There's little wonder in the working-class lives of Bill, Eileen, and their three grown daughters. They're lonely Londoners. Nadia, a cafe waitress, places personal ads, looking for love; ... See full summary »
Career girls opens with a train journey towards London's Kings Cross where Annie, one of the major characters is about to meet her old university friend Hannah. She recalls moving into a grotty student flat with Hannah in the mid-eighties. In those days Annie was self conscious and jumpy. The pair have not seen one another since graduation. They both now have moderately successful careers and are, at least on the surface, self assured in their new lives. However, they are still carrying a lot of emotional baggage from their university days. During the course of a weekend they rediscover their close friendship and encounter many faces from the past. Written by
Does "Career Girls" confirm Mike Leigh as being a true genius?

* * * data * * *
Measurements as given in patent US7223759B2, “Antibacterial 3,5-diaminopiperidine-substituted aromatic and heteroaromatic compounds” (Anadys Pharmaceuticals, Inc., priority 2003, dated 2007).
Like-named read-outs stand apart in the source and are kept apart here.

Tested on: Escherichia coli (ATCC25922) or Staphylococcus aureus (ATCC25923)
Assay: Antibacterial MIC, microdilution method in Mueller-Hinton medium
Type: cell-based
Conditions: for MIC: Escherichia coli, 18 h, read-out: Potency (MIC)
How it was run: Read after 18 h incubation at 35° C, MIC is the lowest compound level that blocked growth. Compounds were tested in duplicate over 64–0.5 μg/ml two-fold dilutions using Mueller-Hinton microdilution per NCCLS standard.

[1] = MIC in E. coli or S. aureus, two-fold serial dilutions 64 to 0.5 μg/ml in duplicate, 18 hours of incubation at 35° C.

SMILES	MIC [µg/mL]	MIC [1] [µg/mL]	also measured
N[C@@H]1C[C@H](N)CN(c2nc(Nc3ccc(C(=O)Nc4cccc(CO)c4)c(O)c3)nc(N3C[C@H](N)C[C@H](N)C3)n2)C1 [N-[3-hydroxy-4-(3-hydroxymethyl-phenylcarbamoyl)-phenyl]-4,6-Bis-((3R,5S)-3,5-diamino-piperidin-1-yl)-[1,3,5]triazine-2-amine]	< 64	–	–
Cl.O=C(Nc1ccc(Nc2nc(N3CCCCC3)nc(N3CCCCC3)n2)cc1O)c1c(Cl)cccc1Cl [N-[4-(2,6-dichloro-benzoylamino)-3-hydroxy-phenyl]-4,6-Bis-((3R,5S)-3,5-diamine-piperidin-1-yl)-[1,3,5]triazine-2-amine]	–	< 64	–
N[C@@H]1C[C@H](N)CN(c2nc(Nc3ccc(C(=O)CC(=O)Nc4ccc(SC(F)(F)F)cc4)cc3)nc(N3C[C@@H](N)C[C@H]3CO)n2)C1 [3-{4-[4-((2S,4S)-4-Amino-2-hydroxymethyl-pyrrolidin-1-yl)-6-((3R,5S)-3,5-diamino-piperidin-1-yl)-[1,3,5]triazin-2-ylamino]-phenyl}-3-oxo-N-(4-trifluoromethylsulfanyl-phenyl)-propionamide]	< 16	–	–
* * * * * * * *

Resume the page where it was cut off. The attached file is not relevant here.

With "Career Girls," Mike Leigh almost reaches the sheer greatness of his 1995 picture "Secrets & Lies," with yet another thought provoking study of modern British life. Ignore the sneers and criticisms that some critics felt the film deserved on its release:- They either weren't paying enough attention, or simply didn't understand what was going on. Although it's true that "Career Girls" lacks the more conventional plotting of his earlier film, Leigh is able to make up for it in this film's character studies and wonderfully observational dialogue. The 'Story' is relativly simple; the film charts the ups and downs of two London polytechnic students, Hannah and Annie, during the mid to late 1980's, interweaving their day to day lives in with their lives today, seven years later in the 1990's, when they decide to meet up again for the weekend in London. During the forty eight hours they spend together, a series of coincidences reconcile them with faces from their student lives, digging up a mixture of bad and good memories all over again. Doesn't sound interesting? Well, actually, it's a marvellous film. Amongst the dozens of observations Leigh makes in the movie's 90 minute running time is the way that, although many years have past since our protagonists have been together, the difficult and often painful relationship between them is still very much alive and kicking. It even creates parallels between events that occurred years ago to events that occur during the weekend over which much of the movie is set, suggesting all the more that perhaps people and relationships can never truly change, and that time isn't such a healer after all. The performances are nearly always excellent, with the two leads giving it all they've got in semi-spontaneous roles. Leigh's direction always keeps the viewer entertained and involved, and his usage of gorgeous colour to represent the change in eras is perfect; the usage of a blue tint for the 1980's scenes is a stroke of genius, and adds a suitably cold and harsh tone to the sequences. There's also plenty of humour in there too, including a wonderful series of scenes where our two girls pay a visit to a most peculiar apartment owner on the London Docklands. "Career Girls" is another absolute, utterly rewatchable gem from Mike Leigh, and, following on from such classics as "Naked," and, indeed, "Secrets and Lies," the only assumption I can make about the Stafford-born filmmaker is that if he isn't a true genius, he must be on the verge of being one!
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